The Day After: How Hope Changes Everything

But since we belong to the day, let us be sober, having put on the breastplate of faith and love, and for a helmet the hope of salvation. For God has not destined us for wrath, but to obtain salvation through our Lord Jesus Christ, who died for us so that whether we are awake or asleep we might live with him. Therefore encourage one another and build one another up, just as you are doing.   1 Thessalonians 5:8-11 ESV

Jesus died. His heart stopped beating, his lungs stopped breathing. They buried him in a tomb and there he stayed for three days. And yesterday we celebrated His resurrection. His amazing triumph over sin, death, and hell.

For those who do not believe in Jesus, this sounds crazy. And as a nurse I agree. People do not suddenly break out of the morgue or their tomb after three days. But Jesus was more than a man, He was God too. His victory over death gives us hope that we – who believe in Jesus’ offering and humble ourselves under His Lordship – do not have to fear death. Instead we look forward to an eternity with God.

The resurrection gives us hope that no situation is beyond hope.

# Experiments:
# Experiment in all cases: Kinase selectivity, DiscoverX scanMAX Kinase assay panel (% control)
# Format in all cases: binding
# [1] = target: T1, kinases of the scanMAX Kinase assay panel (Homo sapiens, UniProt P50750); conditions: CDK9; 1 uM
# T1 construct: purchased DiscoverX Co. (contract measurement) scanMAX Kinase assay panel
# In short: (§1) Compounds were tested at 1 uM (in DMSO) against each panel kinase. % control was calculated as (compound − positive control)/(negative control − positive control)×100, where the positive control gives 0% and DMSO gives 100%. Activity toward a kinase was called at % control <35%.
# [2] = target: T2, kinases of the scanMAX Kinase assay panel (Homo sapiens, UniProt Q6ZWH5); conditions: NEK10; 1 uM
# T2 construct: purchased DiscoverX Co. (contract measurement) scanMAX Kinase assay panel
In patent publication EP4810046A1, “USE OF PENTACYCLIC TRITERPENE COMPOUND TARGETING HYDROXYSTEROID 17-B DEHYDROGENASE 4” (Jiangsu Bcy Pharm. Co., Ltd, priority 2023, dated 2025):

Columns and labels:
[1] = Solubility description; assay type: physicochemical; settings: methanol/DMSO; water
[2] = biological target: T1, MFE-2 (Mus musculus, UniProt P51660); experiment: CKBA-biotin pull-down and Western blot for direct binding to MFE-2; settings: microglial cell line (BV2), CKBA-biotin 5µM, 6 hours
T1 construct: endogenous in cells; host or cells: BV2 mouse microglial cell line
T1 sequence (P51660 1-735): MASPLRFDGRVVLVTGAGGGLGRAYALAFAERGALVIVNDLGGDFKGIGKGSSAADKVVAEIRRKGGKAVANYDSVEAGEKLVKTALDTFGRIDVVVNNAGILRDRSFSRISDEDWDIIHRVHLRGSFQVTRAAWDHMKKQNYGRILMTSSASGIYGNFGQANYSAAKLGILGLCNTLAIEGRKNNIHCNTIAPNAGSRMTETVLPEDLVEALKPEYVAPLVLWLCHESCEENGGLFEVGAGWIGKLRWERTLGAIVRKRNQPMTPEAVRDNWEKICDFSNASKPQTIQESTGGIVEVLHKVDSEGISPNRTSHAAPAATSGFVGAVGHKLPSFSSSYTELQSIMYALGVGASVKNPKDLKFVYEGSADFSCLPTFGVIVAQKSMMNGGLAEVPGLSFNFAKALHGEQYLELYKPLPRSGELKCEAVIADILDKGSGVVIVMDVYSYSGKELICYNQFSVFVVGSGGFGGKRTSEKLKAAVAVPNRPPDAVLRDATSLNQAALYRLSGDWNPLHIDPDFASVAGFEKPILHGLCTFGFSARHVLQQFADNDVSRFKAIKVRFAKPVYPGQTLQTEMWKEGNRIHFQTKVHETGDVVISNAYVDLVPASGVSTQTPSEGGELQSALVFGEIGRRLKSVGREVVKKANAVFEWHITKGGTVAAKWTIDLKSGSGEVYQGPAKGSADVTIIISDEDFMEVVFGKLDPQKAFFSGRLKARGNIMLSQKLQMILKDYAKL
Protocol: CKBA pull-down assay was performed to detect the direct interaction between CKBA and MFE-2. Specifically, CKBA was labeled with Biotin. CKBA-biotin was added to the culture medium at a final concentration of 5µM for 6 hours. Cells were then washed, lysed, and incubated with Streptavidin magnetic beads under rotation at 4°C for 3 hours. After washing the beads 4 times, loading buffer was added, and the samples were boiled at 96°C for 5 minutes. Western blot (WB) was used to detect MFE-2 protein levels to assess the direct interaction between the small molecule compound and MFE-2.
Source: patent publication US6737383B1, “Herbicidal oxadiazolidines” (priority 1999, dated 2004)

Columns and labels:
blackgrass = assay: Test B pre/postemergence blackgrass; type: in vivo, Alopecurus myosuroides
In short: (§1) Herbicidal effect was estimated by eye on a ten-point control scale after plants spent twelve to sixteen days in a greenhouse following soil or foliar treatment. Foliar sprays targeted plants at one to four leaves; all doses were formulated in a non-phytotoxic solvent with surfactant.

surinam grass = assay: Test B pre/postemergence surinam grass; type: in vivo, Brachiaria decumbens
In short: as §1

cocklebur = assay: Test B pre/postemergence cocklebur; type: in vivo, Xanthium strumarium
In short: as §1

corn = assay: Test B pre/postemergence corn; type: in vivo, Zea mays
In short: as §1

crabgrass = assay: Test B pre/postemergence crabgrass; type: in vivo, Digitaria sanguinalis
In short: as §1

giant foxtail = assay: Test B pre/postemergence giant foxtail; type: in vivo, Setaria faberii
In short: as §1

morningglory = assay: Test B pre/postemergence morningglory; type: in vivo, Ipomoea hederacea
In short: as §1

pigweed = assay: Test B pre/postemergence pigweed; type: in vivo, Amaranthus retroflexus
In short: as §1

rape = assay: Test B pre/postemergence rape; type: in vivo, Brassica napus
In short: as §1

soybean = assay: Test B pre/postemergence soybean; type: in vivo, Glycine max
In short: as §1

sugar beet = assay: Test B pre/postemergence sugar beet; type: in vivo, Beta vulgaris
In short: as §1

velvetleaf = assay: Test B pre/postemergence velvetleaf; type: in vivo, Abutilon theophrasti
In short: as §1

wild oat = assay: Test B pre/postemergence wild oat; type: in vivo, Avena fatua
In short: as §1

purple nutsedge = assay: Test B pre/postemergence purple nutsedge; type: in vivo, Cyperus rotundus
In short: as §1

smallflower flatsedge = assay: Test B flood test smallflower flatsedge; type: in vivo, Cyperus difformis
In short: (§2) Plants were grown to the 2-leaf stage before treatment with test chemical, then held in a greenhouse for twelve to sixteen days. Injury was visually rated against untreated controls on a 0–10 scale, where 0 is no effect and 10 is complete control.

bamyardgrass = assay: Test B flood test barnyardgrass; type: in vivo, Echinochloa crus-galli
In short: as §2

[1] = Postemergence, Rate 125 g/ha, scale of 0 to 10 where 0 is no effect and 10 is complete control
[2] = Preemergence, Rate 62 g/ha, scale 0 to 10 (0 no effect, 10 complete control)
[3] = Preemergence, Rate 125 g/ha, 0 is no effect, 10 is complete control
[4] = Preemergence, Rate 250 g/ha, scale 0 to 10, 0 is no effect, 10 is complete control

We cannot lose because we know that God has great plans for us. This certainly doesn’t mean life will be roses and easy.

What it does mean is that God has a plan and purpose that we may never see or understand.

Death no longer stings. (I Cor. 15:55-57)

To live is to serve our risen Savior Jesus and to die is to be with Him in heaven. (Phil. 1:21)

And the resurrection whispers hope.

Hope of healing physically or in eternity.

Hope that broken things can be made beautiful.

Hope that relationships can be mended.

Hope that God knows best.

Hope that God does not waste tears or pain, but will bring about His perfect glory through it all.

So we hope in Christ alone. We hope in His perfect ways and trust His time because He is our resurrected Lord.


Depression: How to Explain It to Others

The Lord is near to the brokenhearted
    and saves the crushed in spirit. Psalm 34:18 ESV

Looking back I can see it plainly. I was depressed and desperately clinging to my faith.

No one from the outside could see it. They knew I injured my foot. They knew my house had to have all the pipes redone, but they couldn’t see. They didn’t know about the darkness.

When I told my daughter I how depressed I was she asked, “Why didn’t you tell someone?”

And God gave me these words.

Imagine you woke up one morning and the sun didn’t come up and you couldn’t find a light switch. The sun had been slowly getting dimmer over weeks and months so the darkness wasn’t a surprise. It just was. And the lights, they slowly became like a kerosene lamps, feeble, getting more and more useless. So darkness seemed normal, as if everyone woke in the dark.